Search for the Evidence

To locate as many intervention articles as possible, Briana thought it best to include broad search terms that addressed the nature of the intervention/outcome (Wh-questions OR Wh questions), contained a similar age range to her client (AND school-age OR child* OR preschool), and terms synonymous with intervention (AND intervention OR therapy OR treatment). Because Briana was still a university student and had access to the university’s library, she decided to search several databases including: the university library (ERIC, Academic Search Complete, Education Full Text, Education Research Complete, Psychology & Behavioral Sciences Collection, and PsycINFO); ASHAWire; and Google Scholar. Briana decided that she would only review the first 10 pages of results in Google Scholar (i.e., 100 articles) because sometimes the search engine returns irrelevant results.

Briana also decided to only analyze the results of experimental, quasi-experimental, or single-subject designs in which the researchers included participants between the ages of 3 and 21, as well as administered specific Wh-question progress monitoring probes and/or Wh-question pre- and posttest measures. In addition to these search terms and inclusion criteria, Briana limited her online search results to articles that were written (or could be translated) in English and were published in peer-reviewed journals between January 1980 and the time of the search (May 2018).

Evaluating the Evidence

Of the three sources Briana searched (i.e., university library databases, ASHAWire, Google Scholar), 240 articles were returned. Briana was overwhelmed at the idea of reading more than 200 articles but then realized that she could often make decisions whether or not to retain a search result by reading the title of the article. She looked for words that were familiar to her, such as intervention, therapy, and treatment, as well as research design terms, such as single-subject, randomized control trial, and experimental to determine if the article required further analysis. In situations where the title seemed a bit ambiguous, Briana read the abstract to determine if the study met her inclusion criteria (e.g., age, language, intervention for Wh-questions). The initial review of titles and abstracts provided Briana with 13 studies to review. Rather than reading all 13 articles in their entirety, Briana went directly to the Methods section for each article. After applying her inclusion criteria, Briana excluded 10 articles because of study design (n = 2; case study); a language other than English spoken by participants (n = 3; Afrikaans, Hebrew, Norwegian); and the absence of a dependent measure of answering Wh-questions (n = 5; interventions focused on asking, rather than answering questions) (see Figure 1). She also found an additional article that met her inclusion criteria from the reference list of one of the articles reviewed. Finally, Briana was left with four articles to read in their entirety to learn about the strategies to improve the Wh-question answering abilities in children with delayed language skills (see Table 1).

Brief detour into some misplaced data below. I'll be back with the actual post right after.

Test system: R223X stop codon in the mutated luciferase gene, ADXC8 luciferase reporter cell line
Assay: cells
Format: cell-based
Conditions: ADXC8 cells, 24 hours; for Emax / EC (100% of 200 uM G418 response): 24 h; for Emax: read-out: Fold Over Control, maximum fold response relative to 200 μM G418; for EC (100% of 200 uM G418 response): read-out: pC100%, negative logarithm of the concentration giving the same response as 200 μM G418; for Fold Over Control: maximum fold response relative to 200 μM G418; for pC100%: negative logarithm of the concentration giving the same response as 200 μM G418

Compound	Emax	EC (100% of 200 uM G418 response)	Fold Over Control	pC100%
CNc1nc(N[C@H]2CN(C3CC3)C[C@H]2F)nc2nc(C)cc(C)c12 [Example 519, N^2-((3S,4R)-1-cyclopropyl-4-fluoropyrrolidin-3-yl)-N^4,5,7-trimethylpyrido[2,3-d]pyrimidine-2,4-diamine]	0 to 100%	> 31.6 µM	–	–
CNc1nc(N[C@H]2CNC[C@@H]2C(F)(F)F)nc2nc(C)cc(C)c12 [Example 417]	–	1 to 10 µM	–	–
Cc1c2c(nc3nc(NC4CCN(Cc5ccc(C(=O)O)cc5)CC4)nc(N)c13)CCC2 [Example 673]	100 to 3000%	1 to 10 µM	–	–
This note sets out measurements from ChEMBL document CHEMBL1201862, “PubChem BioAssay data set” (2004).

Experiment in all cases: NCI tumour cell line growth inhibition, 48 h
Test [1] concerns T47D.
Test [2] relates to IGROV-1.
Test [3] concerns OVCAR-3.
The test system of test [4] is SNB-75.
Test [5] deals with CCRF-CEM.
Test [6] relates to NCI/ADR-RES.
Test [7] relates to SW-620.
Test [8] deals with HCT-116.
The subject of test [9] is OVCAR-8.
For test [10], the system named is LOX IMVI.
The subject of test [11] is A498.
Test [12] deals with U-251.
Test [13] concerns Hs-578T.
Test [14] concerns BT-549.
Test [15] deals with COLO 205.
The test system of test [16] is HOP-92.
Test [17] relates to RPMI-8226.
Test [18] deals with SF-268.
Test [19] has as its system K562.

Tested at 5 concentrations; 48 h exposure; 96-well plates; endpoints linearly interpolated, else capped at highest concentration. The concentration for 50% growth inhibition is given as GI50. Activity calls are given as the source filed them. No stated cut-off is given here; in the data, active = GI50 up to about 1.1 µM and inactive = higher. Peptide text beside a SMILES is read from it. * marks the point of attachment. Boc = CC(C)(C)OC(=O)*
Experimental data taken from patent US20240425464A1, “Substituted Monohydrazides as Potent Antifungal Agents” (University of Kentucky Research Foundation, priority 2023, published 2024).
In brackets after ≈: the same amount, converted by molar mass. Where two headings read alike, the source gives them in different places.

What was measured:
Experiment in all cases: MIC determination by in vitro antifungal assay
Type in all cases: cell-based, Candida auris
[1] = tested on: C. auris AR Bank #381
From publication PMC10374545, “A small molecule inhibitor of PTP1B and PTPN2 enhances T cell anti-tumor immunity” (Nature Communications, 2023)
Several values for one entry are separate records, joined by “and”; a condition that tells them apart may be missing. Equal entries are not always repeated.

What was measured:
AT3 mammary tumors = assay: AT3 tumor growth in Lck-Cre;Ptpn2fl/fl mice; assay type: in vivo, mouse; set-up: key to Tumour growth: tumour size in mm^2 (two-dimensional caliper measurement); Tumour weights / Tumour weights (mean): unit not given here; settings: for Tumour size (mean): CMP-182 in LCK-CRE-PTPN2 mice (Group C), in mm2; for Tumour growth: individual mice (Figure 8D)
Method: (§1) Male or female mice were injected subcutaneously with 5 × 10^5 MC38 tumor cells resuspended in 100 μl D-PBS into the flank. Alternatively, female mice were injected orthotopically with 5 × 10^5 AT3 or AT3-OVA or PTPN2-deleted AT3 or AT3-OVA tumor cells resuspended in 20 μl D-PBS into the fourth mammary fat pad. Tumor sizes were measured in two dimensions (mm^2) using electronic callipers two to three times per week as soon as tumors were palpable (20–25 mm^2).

Summaries of Included Studies

The four studies appeared to address multiple ages (i.e., preschool to high school) and question types (i.e., who, what, where, and which). Briana thought that rather than attempt to summarize the articles as a single approach to therapy, she would instead analyze the articles for intervention strategies and ideas that she could apply individually, or in conjunction with one another, into TJ’s therapy. 

The first study incorporated using a typically developing (TD) peer to provide a model and increase the naturalness of answering what + do questions. Within a sample of preschool-age children with hearing loss, Richels, Bobzien, Schwartz, Browning, and Hester (2016) employed a multiple-baseline design to investigate the role of teachers and peers as models of grammatical forms, including answering Wh-questions. During 6-minute intervention sessions, picture stimuli were presented simultaneously to a child with hearing loss and a TD peer. First, the clinician asked the peer what was happening in the picture. Then, after the peer responded, the child with hearing loss was asked the same question. Prompting procedures included verbal prompts (e.g., What did ___ say he was doing?”), verbal models (e.g., Yes, he is _____.”), recasting, acoustic highlighting, and praise. Overall, this study’s findings suggest that using a peer to model answering Wh-questions improved the question answering performance for the child with hearing loss, both immediately following intervention, as well as at a 6- to 10-week follow-up session.